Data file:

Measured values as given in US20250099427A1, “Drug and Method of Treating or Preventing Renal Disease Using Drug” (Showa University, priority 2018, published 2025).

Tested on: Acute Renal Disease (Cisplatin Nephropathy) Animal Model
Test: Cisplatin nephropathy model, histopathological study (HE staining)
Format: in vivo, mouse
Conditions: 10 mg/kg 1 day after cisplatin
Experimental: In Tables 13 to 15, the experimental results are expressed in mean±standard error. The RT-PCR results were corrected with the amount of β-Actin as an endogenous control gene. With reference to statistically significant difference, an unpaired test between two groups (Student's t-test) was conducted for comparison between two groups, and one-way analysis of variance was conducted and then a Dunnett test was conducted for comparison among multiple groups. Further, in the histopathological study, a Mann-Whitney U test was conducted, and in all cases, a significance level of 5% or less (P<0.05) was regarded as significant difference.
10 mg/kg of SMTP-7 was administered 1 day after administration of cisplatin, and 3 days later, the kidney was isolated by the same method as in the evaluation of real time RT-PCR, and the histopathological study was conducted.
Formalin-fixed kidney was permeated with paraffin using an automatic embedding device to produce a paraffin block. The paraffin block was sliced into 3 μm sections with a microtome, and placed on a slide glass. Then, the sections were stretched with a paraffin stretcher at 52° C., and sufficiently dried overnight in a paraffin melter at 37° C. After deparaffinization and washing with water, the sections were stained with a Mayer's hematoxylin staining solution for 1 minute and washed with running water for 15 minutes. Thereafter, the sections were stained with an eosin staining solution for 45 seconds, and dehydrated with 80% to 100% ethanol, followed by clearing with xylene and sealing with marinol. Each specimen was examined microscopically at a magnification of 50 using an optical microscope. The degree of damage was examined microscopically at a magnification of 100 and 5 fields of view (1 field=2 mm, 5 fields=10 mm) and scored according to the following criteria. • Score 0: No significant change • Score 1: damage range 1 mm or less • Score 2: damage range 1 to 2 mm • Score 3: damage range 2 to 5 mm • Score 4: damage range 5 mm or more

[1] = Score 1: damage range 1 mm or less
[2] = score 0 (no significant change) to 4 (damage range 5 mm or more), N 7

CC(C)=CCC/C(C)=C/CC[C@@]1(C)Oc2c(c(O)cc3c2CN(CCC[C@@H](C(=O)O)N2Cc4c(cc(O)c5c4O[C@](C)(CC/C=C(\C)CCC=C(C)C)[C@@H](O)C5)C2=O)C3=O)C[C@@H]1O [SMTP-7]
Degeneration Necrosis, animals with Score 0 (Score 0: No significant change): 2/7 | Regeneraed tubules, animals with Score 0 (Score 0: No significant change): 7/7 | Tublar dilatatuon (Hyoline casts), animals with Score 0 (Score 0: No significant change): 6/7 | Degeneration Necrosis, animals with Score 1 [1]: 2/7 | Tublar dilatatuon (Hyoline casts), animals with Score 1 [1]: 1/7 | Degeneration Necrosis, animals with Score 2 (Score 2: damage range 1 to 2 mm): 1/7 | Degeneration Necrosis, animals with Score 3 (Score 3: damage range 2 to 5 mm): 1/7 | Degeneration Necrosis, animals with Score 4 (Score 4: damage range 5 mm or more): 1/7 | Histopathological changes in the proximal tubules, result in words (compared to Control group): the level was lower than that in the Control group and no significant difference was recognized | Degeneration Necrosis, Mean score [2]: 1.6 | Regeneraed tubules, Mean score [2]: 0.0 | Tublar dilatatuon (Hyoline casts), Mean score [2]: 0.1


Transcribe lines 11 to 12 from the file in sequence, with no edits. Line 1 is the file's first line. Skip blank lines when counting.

CC(C)=CCC/C(C)=C/CC[C@@]1(C)Oc2c(c(O)cc3c2CN(CCC[C@@H](C(=O)O)N2Cc4c(cc(O)c5c4O[C@](C)(CC/C=C(\C)CCC=C(C)C)[C@@H](O)C5)C2=O)C3=O)C[C@@H]1O [SMTP-7]
Degeneration Necrosis, animals with Score 0 (Score 0: No significant change): 2/7 | Regeneraed tubules, animals with Score 0 (Score 0: No significant change): 7/7 | Tublar dilatatuon (Hyoline casts), animals with Score 0 (Score 0: No significant change): 6/7 | Degeneration Necrosis, animals with Score 1 [1]: 2/7 | Tublar dilatatuon (Hyoline casts), animals with Score 1 [1]: 1/7 | Degeneration Necrosis, animals with Score 2 (Score 2: damage range 1 to 2 mm): 1/7 | Degeneration Necrosis, animals with Score 3 (Score 3: damage range 2 to 5 mm): 1/7 | Degeneration Necrosis, animals with Score 4 (Score 4: damage range 5 mm or more): 1/7 | Histopathological changes in the proximal tubules, result in words (compared to Control group): the level was lower than that in the Control group and no significant difference was recognized | Degeneration Necrosis, Mean score [2]: 1.6 | Regeneraed tubules, Mean score [2]: 0.0 | Tublar dilatatuon (Hyoline casts), Mean score [2]: 0.1